Towards restorative spaces for postnatal recovery in urban tertiary hospitals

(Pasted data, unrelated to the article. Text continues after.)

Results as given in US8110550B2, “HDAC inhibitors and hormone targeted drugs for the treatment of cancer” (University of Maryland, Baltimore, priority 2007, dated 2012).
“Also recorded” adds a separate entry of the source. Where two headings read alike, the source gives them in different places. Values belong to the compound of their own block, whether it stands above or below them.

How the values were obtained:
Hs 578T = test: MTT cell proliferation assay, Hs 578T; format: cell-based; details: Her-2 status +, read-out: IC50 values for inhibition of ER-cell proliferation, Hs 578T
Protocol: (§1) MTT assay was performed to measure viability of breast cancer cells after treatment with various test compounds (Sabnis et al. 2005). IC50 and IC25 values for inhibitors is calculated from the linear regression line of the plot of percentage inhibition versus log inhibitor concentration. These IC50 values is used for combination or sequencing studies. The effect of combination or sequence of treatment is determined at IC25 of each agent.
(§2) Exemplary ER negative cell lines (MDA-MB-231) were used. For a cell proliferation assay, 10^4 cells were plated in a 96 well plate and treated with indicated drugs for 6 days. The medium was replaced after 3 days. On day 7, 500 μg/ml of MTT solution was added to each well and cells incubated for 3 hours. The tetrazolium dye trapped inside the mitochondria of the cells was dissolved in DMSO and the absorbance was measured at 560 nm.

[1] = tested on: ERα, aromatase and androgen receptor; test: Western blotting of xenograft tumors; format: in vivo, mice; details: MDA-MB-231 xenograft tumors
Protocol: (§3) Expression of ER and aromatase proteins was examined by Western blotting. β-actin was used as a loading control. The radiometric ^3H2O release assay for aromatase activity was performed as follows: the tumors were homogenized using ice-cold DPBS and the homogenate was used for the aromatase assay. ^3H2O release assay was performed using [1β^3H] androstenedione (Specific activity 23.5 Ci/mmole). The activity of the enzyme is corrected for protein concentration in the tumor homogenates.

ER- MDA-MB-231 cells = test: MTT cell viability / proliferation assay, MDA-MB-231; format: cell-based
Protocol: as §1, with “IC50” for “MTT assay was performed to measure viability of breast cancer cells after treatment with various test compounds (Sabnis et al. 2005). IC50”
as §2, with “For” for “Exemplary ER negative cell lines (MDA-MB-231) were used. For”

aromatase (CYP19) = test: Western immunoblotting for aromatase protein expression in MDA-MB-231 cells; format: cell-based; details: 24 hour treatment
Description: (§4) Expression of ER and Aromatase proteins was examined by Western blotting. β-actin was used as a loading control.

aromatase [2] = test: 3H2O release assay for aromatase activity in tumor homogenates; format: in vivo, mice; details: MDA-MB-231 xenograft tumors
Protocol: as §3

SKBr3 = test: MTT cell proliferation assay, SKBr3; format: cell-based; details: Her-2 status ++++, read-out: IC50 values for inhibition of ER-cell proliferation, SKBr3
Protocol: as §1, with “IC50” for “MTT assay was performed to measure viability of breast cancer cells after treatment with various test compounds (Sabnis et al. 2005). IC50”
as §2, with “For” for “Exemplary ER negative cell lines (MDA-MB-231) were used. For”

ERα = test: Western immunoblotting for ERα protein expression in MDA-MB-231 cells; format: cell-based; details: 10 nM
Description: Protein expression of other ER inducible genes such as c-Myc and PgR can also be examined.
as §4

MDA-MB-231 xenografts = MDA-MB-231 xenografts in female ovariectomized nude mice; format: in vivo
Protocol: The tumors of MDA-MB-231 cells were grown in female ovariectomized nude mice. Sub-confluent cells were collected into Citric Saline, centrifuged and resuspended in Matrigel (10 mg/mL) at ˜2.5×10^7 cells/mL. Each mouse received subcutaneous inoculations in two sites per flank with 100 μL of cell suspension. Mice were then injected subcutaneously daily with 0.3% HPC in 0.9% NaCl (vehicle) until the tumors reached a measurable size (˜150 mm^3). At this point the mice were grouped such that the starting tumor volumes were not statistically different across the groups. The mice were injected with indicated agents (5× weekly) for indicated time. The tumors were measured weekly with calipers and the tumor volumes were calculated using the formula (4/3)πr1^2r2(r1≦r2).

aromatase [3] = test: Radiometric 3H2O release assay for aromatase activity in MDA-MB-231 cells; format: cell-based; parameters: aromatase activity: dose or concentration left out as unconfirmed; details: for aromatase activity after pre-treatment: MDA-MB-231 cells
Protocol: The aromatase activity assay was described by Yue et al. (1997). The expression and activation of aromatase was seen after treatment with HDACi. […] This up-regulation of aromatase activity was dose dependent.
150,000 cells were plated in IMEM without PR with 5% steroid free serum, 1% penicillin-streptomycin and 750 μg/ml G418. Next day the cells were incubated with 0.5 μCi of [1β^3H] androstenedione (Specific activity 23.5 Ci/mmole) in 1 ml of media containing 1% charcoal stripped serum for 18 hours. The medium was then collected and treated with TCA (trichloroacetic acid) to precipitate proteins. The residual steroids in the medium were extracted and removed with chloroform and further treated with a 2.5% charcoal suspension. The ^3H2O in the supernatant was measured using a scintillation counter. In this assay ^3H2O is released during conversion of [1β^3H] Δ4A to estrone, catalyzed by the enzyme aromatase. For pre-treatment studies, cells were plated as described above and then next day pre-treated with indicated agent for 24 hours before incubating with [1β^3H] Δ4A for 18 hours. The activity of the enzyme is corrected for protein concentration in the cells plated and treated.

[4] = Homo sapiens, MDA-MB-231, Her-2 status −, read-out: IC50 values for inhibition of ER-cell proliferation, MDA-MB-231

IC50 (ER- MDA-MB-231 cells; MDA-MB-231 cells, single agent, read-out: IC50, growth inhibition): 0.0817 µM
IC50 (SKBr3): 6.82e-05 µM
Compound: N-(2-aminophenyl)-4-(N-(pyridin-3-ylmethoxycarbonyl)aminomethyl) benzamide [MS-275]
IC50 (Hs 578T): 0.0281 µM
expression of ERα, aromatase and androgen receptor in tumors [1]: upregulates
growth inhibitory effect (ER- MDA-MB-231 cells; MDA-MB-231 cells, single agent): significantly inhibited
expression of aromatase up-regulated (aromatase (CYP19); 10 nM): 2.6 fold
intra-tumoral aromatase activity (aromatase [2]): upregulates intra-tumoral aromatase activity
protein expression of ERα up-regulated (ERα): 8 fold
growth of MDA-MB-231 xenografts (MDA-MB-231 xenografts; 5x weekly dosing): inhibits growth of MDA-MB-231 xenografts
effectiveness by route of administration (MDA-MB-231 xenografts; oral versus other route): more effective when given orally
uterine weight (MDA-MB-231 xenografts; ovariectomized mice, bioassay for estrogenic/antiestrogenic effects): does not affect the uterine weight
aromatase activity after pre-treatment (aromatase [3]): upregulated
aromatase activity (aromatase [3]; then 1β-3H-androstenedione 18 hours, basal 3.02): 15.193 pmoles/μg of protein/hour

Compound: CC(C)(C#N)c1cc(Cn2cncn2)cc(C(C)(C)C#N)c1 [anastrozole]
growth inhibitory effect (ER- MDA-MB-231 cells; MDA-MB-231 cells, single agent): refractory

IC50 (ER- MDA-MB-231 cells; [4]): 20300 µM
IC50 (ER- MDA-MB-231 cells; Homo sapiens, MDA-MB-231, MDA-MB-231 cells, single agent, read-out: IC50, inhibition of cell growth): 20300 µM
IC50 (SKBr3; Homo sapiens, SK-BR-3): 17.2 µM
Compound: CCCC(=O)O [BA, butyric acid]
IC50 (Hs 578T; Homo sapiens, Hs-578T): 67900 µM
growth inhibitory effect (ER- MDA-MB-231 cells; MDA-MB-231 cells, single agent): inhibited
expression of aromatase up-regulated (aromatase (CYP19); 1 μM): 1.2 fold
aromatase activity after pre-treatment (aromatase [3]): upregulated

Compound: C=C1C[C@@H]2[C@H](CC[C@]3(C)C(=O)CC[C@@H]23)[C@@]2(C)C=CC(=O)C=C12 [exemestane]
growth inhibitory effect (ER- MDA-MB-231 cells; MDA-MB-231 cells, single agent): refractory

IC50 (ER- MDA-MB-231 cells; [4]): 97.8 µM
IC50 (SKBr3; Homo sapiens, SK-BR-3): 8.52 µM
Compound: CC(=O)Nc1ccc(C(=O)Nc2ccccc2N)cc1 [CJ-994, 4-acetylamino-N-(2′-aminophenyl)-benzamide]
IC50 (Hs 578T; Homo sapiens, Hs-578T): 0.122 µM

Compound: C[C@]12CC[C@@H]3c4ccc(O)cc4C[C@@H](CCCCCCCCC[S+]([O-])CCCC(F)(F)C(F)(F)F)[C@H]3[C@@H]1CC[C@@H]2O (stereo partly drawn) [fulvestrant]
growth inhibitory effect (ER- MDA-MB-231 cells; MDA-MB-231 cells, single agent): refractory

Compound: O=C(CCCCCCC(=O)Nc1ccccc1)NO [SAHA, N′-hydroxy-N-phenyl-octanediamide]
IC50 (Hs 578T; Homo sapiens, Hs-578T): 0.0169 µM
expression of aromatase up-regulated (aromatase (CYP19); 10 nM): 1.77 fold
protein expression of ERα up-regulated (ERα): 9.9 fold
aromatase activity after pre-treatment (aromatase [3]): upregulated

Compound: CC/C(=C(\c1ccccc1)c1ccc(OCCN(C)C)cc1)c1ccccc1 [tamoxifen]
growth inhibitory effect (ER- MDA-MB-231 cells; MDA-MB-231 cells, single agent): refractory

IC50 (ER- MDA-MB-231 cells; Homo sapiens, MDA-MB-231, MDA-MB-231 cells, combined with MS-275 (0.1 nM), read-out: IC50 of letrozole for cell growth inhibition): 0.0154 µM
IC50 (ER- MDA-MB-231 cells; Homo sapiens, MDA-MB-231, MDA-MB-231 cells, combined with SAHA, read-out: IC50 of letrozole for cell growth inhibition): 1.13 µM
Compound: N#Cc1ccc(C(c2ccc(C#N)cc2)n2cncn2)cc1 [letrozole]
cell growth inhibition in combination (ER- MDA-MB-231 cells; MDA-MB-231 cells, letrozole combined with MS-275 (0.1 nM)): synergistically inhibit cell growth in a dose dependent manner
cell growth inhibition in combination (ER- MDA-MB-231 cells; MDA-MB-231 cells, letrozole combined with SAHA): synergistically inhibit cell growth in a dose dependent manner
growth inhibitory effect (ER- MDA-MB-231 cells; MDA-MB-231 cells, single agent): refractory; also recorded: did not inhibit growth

Modern living and globalisation are increasingly contributing to access to and utilisation of modern healthcare services in both developed and developing countries; from diagnosis, treatments, and even to birth in a specialised healthcare environment. In many resource-rich countries, birth is one of the main reasons for women’s hospitalisation. Research suggests that physical environments of healthcare impact on patient/users’ health outcomes. Yet decisions about healthcare facilities’ design and programming are often made without input from users. A key challenge for patient-centred care in the maternity field is the assumption that healthcare spaces and facilities created for the general “unwell” hospital population can support the emotional, physiological and psychological needs of healthy women who give birth in hospitals. Previous research into the childbirth environment has focused on physical environments and satisfaction with the labour and birth process. But studies examining the impacts of physical environments on women’s postnatal recovery experience and wellbeing have been limited. The aim of this thesis is to determine the design factors that influence women’s recovery experiences and wellbeing with a view to proposing design guidelines for optimal postnatal environment in large, tertiary hospitals. A two phase sequential explanatory mixed methods approach was taken to the research which combined a quantitative method (online survey questionnaires) with a qualitative approach (focus group discussions – FGDs). Research was conducted with two user groups, comprising postnatal women and midwives, to examine perceptions of physical environment factors that influence women’s recovery experiences and wellbeing in New Zealand hospitals. The results of the questionnaire surveys were followed up in phase two FGDs to provide explanations and descriptions of architectural factors and design features that impacted on women’s recovery experiences and psychological wellbeing. The results were compared, synthesised and interpreted to inform the outcomes of this thesis. The research found several physical environment factors and design features which were significant and a number which were non-significant among the two user groups in all four categories investigated: perception of postnatal room features; interior environment; sensory comfort environment and social comfort environment. The research found factors related to maintenance (e.g. cleanliness), environmental design (e.g. noise/quiet in rooms, and daylighting), and interior spatial characteristics (e.g. view to nature, combined home-like and clinical features and privacy) are more important in fostering wellbeing. Strong evidence was found on how building spaces impact on postnatal recovery experience, especially regarding single-bed rooms for emotional support and psychosocial support environments such as communal spaces and outdoor environments. The original contribution of this thesis is an identification of the environments which have the potential for enhanced recovery experience of women during the postnatal period. This understanding of the architectural design factors and building spaces could help architects, healthcare designers and hospital care providers in applying and promoting restorativeness in large, tertiary hospitals to better help in providing quality postnatal care for women whose hospital stays are crucial to their wellbeing and health prior to going home with their new baby.